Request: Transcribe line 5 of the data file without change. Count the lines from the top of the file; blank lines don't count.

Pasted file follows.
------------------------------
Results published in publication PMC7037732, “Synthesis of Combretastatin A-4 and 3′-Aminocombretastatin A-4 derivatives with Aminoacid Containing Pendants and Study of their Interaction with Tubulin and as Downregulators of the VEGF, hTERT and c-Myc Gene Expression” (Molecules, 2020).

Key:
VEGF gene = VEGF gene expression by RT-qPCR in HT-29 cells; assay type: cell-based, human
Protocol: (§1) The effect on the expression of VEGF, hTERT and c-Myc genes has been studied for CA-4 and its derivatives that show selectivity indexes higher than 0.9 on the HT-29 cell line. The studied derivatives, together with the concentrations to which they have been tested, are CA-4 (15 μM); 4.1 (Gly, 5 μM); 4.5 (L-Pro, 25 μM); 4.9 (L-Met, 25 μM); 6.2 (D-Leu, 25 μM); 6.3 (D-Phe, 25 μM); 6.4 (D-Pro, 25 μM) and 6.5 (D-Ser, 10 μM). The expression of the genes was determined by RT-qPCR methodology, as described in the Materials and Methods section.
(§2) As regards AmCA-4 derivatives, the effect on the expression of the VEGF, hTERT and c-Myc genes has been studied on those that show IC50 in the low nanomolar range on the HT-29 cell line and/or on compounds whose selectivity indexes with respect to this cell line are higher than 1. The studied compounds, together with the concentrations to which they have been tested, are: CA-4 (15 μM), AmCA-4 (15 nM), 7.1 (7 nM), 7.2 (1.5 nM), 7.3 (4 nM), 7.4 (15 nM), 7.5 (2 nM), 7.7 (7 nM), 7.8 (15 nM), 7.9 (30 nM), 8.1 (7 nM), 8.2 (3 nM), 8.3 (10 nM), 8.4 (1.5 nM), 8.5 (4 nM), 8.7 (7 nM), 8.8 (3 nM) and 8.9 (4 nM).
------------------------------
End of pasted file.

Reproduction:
(§2) As regards AmCA-4 derivatives, the effect on the expression of the VEGF, hTERT and c-Myc genes has been studied on those that show IC50 in the low nanomolar range on the HT-29 cell line and/or on compounds whose selectivity indexes with respect to this cell line are higher than 1. The studied compounds, together with the concentrations to which they have been tested, are: CA-4 (15 μM), AmCA-4 (15 nM), 7.1 (7 nM), 7.2 (1.5 nM), 7.3 (4 nM), 7.4 (15 nM), 7.5 (2 nM), 7.7 (7 nM), 7.8 (15 nM), 7.9 (30 nM), 8.1 (7 nM), 8.2 (3 nM), 8.3 (10 nM), 8.4 (1.5 nM), 8.5 (4 nM), 8.7 (7 nM), 8.8 (3 nM) and 8.9 (4 nM).